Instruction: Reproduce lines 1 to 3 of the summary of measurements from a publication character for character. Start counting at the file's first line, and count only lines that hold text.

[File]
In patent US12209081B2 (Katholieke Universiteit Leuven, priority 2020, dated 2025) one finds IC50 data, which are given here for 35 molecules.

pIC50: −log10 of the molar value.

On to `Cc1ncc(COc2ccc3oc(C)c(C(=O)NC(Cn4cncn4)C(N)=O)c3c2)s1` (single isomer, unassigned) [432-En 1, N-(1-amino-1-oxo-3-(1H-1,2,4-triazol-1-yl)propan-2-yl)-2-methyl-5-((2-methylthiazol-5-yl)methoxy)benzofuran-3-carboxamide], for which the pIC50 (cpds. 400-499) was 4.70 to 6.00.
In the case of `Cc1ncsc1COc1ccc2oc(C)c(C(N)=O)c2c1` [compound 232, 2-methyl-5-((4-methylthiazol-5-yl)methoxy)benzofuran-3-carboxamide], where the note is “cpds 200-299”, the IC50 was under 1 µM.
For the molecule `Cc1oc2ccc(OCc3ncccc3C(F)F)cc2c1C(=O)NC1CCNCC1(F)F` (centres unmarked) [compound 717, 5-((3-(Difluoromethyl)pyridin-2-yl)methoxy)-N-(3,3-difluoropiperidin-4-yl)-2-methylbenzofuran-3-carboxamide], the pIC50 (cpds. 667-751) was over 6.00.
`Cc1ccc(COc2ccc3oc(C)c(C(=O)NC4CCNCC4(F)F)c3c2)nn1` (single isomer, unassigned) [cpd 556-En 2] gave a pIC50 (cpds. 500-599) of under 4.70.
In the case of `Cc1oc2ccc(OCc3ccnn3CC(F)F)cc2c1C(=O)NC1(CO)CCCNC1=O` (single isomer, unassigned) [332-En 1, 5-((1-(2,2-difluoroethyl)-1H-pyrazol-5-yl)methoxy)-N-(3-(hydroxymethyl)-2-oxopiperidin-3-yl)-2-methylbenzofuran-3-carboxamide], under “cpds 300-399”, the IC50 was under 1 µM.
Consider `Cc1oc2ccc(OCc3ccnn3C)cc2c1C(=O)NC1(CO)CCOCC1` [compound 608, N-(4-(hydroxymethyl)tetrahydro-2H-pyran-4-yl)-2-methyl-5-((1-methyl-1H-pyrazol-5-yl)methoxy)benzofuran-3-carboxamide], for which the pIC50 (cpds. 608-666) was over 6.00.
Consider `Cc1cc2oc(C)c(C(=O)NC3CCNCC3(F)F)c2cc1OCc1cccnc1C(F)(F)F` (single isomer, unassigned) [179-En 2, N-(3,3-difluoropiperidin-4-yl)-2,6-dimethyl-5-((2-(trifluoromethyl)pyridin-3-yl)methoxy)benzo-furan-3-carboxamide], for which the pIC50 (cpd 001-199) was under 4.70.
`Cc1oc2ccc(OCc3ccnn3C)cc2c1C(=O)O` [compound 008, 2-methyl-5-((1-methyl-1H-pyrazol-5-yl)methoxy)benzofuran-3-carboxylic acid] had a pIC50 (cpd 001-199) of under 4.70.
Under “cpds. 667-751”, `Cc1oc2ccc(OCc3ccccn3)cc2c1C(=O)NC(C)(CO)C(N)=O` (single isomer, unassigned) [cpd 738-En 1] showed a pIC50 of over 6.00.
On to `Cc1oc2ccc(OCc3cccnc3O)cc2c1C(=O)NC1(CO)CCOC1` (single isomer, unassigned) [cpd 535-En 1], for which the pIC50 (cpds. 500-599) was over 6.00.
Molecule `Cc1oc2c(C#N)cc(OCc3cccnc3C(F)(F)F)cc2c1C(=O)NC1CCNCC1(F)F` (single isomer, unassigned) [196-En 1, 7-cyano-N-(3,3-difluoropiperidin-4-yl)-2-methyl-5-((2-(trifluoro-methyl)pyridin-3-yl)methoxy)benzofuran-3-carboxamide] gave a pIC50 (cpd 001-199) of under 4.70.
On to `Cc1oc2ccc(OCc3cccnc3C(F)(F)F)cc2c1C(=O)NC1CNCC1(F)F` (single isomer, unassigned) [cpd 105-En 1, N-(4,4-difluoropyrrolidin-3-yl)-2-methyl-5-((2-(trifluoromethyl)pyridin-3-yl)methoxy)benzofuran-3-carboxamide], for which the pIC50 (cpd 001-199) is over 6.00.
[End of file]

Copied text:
In patent US12209081B2 (Katholieke Universiteit Leuven, priority 2020, dated 2025) one finds IC50 data, which are given here for 35 molecules.

pIC50: −log10 of the molar value.

On to `Cc1ncc(COc2ccc3oc(C)c(C(=O)NC(Cn4cncn4)C(N)=O)c3c2)s1` (single isomer, unassigned) [432-En 1, N-(1-amino-1-oxo-3-(1H-1,2,4-triazol-1-yl)propan-2-yl)-2-methyl-5-((2-methylthiazol-5-yl)methoxy)benzofuran-3-carboxamide], for which the pIC50 (cpds. 400-499) was 4.70 to 6.00.